Today and tomorrow we have guest posts by Carlos Bovell. Carlos is becoming a leading critic of the evangelical notion of biblical inerrancy, but unlike other such critiques, his is not the rant of an outsider, but the careful, nuanced, and compelling observations of one coming from within an evangelical paradigm, drawing on his own experience.
His main concern is not simply the intellectual difficulties of this theological position, but the spiritual destruction that occurs in the lives of young Christians when they are given no viable alternative.
Today’s post reflects a bit on Carlos’s own journey and gives the background to his recently published edited book Interdisciplinary Perspectives on the Authority of Scripture (Wipf & Stock, 2011). Tomorrow’s post will be an edited excerpt from his most recent book, Rehabilitating Inerrancy in a Culture of Fear (Wipf & Stock, 2012), a book where Carlos addresses head on the culture wars surrounding inerrancy.
Carlos is a graduate of Westminster Theological Seminary and The Institute for Christian Studies, Toronto. He is also the author of Inerrancy and the Spiritual Formation of Younger Evangelicals (Wipf & Stock, 2007) and By Good and Necessary Consequence: A Preliminary Genealogy of Biblical Foundationalism (Wipf & Stock, 2009).
Writing about inerrancy and evangelicalism has been part of my spiritual journey. I explored some of my thinking about this in my first book, Inerrancy and the Spiritual Formation of Younger Evangelicals. Although I knew that these were only preliminary reflections, I felt that I had made a contribution to addressing the spiritual dangers of promoting inerrancy as essential to Christian belief.
Influential to me early on in my journey was reading some of Bart Ehrman’s accounts of his own struggles with the doctrine of inerrancy, which eventually led to his abandonment of Christianity. Despite my seminary training, I had never before read a firsthand account of someone grappling with inerrancy, and who, despite their best efforts, were not being able to remain committed to it—at least not as it is presently articulated.
I resonated deeply with that struggle, even though I found his responses to be generally unsatisfactory.
About that same time I attended a meeting at New Orleans Baptist Theological Seminary where various scholars gathered to talk about textual criticism and its implications for the Bible. Since one of the plenary speakers was Bart Ehrman, I knew I had to hear what he had to say.
During the Q&A, I was able to ask a question of evangelical text critic and Ehrman’s interlocutor, Dan Wallace.“Why do believers have to wait for people like Ehrman to publish books before we find out about all these problems with scripture, problems that scholars have known about all along?”
Bart Ehrman grabbed his microphone and joked, “Yeah, I would like to know the answer to that!” Everyone laughed. Dan Wallace answered by chiding Christian publishers for not making more of the textual issues known to readers in the Bibles that they publish.
I am sympathetic, but it occurred to me that lack of notes in study Bibles was not the main problem. In fact, textual criticism—though a key factor—is not really the issue, either.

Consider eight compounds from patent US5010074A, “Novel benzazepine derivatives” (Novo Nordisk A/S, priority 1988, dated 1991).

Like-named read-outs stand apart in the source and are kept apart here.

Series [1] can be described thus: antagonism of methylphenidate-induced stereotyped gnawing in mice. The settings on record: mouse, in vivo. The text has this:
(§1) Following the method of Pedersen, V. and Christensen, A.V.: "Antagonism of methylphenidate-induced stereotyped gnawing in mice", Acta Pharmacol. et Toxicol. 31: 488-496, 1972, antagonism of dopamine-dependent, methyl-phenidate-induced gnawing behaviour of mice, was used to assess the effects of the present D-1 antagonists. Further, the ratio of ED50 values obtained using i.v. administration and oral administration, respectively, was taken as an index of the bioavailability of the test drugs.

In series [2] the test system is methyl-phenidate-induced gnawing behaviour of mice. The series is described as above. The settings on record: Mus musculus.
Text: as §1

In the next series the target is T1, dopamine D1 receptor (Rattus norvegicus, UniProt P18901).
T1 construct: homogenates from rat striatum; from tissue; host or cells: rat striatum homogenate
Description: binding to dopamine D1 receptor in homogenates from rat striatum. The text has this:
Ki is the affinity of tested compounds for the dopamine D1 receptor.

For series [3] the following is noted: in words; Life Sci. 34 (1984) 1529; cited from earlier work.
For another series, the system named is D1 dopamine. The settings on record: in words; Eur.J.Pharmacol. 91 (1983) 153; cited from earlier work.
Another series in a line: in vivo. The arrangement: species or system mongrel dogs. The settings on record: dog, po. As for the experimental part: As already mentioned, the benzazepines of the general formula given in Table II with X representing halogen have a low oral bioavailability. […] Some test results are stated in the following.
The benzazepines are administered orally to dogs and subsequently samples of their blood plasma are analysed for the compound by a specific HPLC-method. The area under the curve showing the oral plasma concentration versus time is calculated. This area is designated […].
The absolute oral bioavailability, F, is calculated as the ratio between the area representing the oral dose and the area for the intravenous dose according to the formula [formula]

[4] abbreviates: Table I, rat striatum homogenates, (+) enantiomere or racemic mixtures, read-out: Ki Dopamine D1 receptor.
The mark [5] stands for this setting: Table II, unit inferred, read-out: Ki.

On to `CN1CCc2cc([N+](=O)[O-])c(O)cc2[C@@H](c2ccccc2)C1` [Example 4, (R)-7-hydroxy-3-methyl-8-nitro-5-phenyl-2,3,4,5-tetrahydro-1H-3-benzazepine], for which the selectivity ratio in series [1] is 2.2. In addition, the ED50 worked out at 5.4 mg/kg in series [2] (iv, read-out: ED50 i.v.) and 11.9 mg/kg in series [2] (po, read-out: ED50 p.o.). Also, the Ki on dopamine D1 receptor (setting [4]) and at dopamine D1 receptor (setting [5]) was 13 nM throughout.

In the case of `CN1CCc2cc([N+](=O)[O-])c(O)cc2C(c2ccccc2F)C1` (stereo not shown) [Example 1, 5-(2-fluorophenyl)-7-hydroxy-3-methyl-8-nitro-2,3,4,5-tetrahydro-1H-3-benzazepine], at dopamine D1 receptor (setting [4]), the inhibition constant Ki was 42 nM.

The issue is inerrancy as an ideology and inerrantism as a culture.
This ideology suppresses or minimizes questions that threaten the paradigm, such as those raised by textual criticism.
As the crowd began to disperse, a gentleman approached me and said, “So you’re not a believer, eh?” I was taken aback. I explained that although I used to put a lot of stock in inerrancy, I was now thinking it through and am no longer so sure it is viable.
He hesitated for a moment before giving me his full diagnosis. He informed me that he was a pastor and had met several people like me. In fact, he even had some in his family. He concluded: “Because you have these doubts now, you are not a believer. And since you are not a believer, even though you think you once believed, you have never been a believer.”
I admit, this may be an extreme example—one does not often encounter such confident transparency. But, in my experience, the principle behind this pastor’s reaction to my question opens a window to a problem that goes beyond textual criticism, to the very foundations of evangelicalism: inerrancy.
What is distressing is not so much the doctrine itself, but the collateral spiritual damage that comes in the wake of its uncompromising defense, even against those from within who voice concerns.
If questioning inerrancy is linked to questioning one’s faith, those with legitimate reasons for questioning inerrancy will either live with unspoken cognitive dissonance or speak up and risk losing much.
The idea for the edited volume, Interdisciplinary Perspectives on the Authority of Scripture, was born out of a concern to bring into open discussion the theological and spiritual problems of inerrantism. The essays collected in this volume are written by a number of specialists in different fields, all coming from various bibliological persuasions.
I thought it would be helpful to illustrate for students how the doctrine of inerrancy can be viewed from more than one perspective and that scripture’s divine authority can be investigated through more than one discipline.
Such diverse collaboration is necessary. When inerrantist scholars gather to discuss the doctrine of scripture, they often walk away with a familiar set of pre-packaged answers. When inerrantists and non-inerrantists alike convene to talk about inerrancy’s problems, then there is potential to walk away with a fresh understanding entirely.
This is the opportunity I hoped to provide for students studying in inerrantist colleges and seminaries who may not be aware of the pitfalls of inerrancy, and who might benefit from knowing that the evangelical playing field is actually much, much bigger than what they’ve been shown.